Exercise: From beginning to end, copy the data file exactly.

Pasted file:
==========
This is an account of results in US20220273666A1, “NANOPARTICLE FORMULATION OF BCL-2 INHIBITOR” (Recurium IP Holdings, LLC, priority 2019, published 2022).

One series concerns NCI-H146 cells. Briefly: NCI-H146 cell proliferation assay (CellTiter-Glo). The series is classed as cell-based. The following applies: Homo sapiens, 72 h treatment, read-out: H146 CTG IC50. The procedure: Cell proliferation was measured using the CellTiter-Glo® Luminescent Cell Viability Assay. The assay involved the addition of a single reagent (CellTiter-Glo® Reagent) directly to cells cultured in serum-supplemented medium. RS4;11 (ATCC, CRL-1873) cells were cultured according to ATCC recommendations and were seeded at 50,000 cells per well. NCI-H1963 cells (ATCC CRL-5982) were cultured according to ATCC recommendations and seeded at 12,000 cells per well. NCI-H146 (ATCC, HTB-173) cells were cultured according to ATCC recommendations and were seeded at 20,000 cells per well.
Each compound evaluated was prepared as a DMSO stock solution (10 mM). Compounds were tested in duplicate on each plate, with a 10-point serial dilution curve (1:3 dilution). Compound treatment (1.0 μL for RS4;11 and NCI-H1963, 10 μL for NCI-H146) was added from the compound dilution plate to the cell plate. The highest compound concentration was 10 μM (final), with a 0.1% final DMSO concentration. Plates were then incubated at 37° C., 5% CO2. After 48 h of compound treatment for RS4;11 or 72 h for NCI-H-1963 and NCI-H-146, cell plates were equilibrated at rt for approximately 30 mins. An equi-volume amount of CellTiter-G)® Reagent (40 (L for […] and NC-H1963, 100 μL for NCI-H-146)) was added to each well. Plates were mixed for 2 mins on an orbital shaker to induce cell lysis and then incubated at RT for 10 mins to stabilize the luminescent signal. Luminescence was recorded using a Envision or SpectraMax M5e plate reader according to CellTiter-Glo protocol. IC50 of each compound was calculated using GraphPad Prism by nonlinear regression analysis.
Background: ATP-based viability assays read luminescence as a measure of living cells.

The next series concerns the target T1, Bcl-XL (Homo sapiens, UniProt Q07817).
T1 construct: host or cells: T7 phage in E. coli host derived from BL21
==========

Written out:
This is an account of results in US20220273666A1, “NANOPARTICLE FORMULATION OF BCL-2 INHIBITOR” (Recurium IP Holdings, LLC, priority 2019, published 2022).

One series concerns NCI-H146 cells. Briefly: NCI-H146 cell proliferation assay (CellTiter-Glo). The series is classed as cell-based. The following applies: Homo sapiens, 72 h treatment, read-out: H146 CTG IC50. The procedure: Cell proliferation was measured using the CellTiter-Glo® Luminescent Cell Viability Assay. The assay involved the addition of a single reagent (CellTiter-Glo® Reagent) directly to cells cultured in serum-supplemented medium. RS4;11 (ATCC, CRL-1873) cells were cultured according to ATCC recommendations and were seeded at 50,000 cells per well. NCI-H1963 cells (ATCC CRL-5982) were cultured according to ATCC recommendations and seeded at 12,000 cells per well. NCI-H146 (ATCC, HTB-173) cells were cultured according to ATCC recommendations and were seeded at 20,000 cells per well.
Each compound evaluated was prepared as a DMSO stock solution (10 mM). Compounds were tested in duplicate on each plate, with a 10-point serial dilution curve (1:3 dilution). Compound treatment (1.0 μL for RS4;11 and NCI-H1963, 10 μL for NCI-H146) was added from the compound dilution plate to the cell plate. The highest compound concentration was 10 μM (final), with a 0.1% final DMSO concentration. Plates were then incubated at 37° C., 5% CO2. After 48 h of compound treatment for RS4;11 or 72 h for NCI-H-1963 and NCI-H-146, cell plates were equilibrated at rt for approximately 30 mins. An equi-volume amount of CellTiter-G)® Reagent (40 (L for […] and NC-H1963, 100 μL for NCI-H-146)) was added to each well. Plates were mixed for 2 mins on an orbital shaker to induce cell lysis and then incubated at RT for 10 mins to stabilize the luminescent signal. Luminescence was recorded using a Envision or SpectraMax M5e plate reader according to CellTiter-Glo protocol. IC50 of each compound was calculated using GraphPad Prism by nonlinear regression analysis.
Background: ATP-based viability assays read luminescence as a measure of living cells.

The next series concerns the target T1, Bcl-XL (Homo sapiens, UniProt Q07817).
T1 construct: host or cells: T7 phage in E. coli host derived from BL21